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@ Ben,

I like a bit of Bluegrass too.. although it seems that the supposed 'originator' Bill Monro was a bit of a musical fascist and a misogynist.

 

I especially like the true Appallachian mountain stuff, which I'm sure pre-dates Monro and Co.  There's a brief shot in deliverance of a band playing outside a building.. don't recall what sort of building. What I especially like is they are using a 'Hammered Dulcimer'. which is sort of like a zither. but with the strings struck with little hammers. Different to the other type of Dulcimer which is a three stringed instrment usually laid across the knee and plucked.  The lovely Joni Mitchell plays one on her classic album 'Blue'.

 

I'll see what I can find.

 

https://www.youtube.com/watch?v=f8nnPrGSUBs

 

Start the above from about 2m30s.

 

Bill Monroe, playing the classic Gibson F4 Mandolin.

 

https://www.youtube.com/watch?v=MeZPAQRl7TA

 

For some reason Youtube isn't cooperating today.

 

 

 

 

 

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Last time I heard the bagpipes was at the highland games in Atlanta.  More Scotsmen there than you might think.  They all come out of the woodwork each fall to toss poles around and dance on swords etc.  There are at least two good pipe bands as far as I know.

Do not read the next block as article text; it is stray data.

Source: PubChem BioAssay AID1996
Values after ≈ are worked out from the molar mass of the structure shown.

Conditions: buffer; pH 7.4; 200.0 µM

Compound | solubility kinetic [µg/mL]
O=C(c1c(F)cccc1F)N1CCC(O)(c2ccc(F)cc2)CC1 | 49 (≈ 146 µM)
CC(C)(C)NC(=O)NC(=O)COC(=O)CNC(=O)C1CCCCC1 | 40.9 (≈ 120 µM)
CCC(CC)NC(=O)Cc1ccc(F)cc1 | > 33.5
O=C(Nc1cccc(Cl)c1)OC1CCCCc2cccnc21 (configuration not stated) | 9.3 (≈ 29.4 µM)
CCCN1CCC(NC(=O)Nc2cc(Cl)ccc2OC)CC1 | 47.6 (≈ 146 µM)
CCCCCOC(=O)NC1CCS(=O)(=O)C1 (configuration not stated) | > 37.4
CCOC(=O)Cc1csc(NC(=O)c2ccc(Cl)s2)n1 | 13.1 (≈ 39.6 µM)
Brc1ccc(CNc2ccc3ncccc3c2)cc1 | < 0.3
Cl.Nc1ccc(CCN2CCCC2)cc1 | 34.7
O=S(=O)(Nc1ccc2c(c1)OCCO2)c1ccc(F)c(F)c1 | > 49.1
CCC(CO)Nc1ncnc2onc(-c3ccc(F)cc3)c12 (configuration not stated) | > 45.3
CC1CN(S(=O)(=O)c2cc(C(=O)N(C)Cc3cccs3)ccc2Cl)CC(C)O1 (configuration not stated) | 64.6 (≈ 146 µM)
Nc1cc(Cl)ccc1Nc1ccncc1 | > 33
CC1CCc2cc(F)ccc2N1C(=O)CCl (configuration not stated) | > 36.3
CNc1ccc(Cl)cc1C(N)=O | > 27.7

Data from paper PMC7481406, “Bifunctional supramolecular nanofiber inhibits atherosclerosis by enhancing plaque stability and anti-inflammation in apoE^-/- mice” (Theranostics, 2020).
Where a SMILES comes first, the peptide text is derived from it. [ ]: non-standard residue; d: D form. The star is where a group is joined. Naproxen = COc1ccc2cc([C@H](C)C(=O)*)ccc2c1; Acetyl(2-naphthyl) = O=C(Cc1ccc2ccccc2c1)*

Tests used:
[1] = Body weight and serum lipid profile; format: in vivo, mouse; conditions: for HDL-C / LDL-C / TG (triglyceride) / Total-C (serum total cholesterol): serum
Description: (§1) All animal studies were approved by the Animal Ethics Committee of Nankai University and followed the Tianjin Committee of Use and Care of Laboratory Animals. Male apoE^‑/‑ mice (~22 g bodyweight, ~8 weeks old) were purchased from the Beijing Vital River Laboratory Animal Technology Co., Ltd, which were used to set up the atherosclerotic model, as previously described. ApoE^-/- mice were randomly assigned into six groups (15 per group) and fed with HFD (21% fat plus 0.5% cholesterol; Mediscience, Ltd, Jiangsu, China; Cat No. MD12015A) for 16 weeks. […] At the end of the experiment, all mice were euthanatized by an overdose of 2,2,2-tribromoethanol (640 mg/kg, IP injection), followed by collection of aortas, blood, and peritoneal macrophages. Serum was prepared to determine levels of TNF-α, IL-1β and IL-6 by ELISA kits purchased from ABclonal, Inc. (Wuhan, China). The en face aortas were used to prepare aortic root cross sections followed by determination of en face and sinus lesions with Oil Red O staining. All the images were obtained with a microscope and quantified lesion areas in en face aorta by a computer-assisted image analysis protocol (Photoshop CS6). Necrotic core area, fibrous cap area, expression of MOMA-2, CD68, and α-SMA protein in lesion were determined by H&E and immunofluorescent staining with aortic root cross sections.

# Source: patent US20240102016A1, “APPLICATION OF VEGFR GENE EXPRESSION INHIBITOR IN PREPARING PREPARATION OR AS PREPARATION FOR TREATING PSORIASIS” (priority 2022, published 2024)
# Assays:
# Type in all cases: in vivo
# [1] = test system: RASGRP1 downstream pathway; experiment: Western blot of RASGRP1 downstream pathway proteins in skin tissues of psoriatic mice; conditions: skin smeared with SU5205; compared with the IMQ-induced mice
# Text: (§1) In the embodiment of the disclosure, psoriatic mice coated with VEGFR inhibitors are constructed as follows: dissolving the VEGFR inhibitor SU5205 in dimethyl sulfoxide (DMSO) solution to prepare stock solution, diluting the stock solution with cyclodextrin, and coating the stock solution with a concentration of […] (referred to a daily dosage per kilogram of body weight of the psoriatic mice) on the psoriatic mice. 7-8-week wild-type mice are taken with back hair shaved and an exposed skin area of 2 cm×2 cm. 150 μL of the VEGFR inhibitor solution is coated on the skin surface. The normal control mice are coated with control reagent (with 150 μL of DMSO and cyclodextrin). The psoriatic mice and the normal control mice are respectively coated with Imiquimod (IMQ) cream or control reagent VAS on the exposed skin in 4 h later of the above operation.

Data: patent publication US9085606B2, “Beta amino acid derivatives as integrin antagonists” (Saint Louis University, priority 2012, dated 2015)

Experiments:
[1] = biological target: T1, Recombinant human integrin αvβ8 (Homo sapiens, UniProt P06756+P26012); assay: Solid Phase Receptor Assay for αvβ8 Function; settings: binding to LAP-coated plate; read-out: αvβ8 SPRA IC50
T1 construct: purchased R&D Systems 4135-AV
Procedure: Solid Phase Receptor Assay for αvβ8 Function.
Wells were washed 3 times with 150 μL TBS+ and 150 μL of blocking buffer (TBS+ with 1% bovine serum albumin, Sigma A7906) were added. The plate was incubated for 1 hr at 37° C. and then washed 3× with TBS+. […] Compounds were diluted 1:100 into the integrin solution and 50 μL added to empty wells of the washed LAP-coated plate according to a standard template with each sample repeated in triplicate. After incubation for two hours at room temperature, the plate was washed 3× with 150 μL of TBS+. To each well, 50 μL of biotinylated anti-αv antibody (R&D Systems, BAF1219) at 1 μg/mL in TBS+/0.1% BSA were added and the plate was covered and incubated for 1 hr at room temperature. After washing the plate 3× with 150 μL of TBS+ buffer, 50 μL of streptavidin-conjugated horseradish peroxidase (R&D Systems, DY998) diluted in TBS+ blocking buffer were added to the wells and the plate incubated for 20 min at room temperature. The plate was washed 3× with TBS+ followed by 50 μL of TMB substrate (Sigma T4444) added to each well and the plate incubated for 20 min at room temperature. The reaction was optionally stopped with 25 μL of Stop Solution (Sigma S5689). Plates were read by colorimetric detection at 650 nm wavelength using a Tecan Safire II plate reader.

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The very first time I went to Scotland was to an audit client back in the early 60's. I caught the overnight sleeper train to Edinburgh at around 11pm. from Victoria Station. Just as I managed to get to sleep they shunted it around in York. It then stopped in Galashiels at around 6am. where I looked out of the window to see a man in a kilt, so I knew we'd crossed the border. Breakfast consisted of a cup of tea and a digestive biscuit. The next stop was Edinburgh where I changed trains for the onward journey to Perth. It arrived at a civilised breakfast hour and I checked in at the North British hotel and  had a full Scottish breakfast. I was collected by someone from the client's factory and did a day's work after meeting the company secretary who was in his office steaming the unfranked stamps off the envelopes from the day's post. This was Scotland remember! In the evening, after I had eaten at the hotel, I met up with a member of the firm's staff for a drink. He proceeded to try and drink me under the table so I had to keep my end up for England. Fortunately back then the bars closed dead on 10pm and a shutter was brought down. The evening drinking sessions went on for the rest of the week; beers with whisky chasers! I was glad when Friday came round so I could get home to recover. I arrived at Victoria station at some dreadfully early hour on Saturday morning and whilst I was waiting for a taxi to arrive a member of the station staff asked me where I wanted to go. When I told him Bleasby he said he would take me there for a quid so I accepted his offer.

I've been to Scotland many times since. When I worked for East Coast Finance they made me the regional accountant for Scotland and I used to catch an early morning plane from EMA to Glasow and stay overnight. One morning in the office I was asked where I'd been the previous evening. I told them I went to a couple of pubs in the Gorbals. They were horrified and I was told in no uncertain terms that was an unsafe thing to do! I quite enjoyed chatting to the locals and had no problems.